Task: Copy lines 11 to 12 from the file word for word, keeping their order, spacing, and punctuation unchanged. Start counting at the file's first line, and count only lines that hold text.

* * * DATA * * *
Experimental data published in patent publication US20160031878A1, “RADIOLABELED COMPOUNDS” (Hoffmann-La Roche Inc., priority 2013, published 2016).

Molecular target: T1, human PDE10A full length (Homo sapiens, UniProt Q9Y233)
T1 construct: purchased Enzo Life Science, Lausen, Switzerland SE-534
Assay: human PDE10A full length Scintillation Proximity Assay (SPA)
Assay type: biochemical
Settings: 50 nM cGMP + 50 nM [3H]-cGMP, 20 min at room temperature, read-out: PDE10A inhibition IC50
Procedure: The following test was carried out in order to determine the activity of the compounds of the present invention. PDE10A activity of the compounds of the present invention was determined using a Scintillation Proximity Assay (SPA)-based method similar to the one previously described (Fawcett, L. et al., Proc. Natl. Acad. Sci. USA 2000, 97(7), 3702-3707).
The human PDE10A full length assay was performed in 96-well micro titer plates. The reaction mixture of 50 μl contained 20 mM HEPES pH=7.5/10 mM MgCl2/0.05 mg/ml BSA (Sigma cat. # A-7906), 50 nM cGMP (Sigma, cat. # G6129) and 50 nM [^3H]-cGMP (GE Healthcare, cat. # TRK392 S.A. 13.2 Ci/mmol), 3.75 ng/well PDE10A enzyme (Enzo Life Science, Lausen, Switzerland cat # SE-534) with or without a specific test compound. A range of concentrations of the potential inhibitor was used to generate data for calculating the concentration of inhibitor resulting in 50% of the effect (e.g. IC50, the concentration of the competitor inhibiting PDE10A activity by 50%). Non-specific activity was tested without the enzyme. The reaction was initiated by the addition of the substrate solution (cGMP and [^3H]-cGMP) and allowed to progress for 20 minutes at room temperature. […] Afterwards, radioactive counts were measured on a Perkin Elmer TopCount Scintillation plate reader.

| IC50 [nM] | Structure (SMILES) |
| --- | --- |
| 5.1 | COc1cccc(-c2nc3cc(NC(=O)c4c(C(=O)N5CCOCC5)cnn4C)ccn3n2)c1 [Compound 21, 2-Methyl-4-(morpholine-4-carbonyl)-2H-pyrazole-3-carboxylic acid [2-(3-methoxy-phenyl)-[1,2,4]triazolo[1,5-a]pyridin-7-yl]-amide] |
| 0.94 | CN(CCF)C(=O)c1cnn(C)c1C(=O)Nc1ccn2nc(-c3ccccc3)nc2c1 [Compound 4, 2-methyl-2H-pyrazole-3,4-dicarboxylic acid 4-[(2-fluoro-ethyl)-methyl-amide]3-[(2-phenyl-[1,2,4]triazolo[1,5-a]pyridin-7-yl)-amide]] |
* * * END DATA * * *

| 5.1 | COc1cccc(-c2nc3cc(NC(=O)c4c(C(=O)N5CCOCC5)cnn4C)ccn3n2)c1 [Compound 21, 2-Methyl-4-(morpholine-4-carbonyl)-2H-pyrazole-3-carboxylic acid [2-(3-methoxy-phenyl)-[1,2,4]triazolo[1,5-a]pyridin-7-yl]-amide] |
| 0.94 | CN(CCF)C(=O)c1cnn(C)c1C(=O)Nc1ccn2nc(-c3ccccc3)nc2c1 [Compound 4, 2-methyl-2H-pyrazole-3,4-dicarboxylic acid 4-[(2-fluoro-ethyl)-methyl-amide]3-[(2-phenyl-[1,2,4]triazolo[1,5-a]pyridin-7-yl)-amide]] |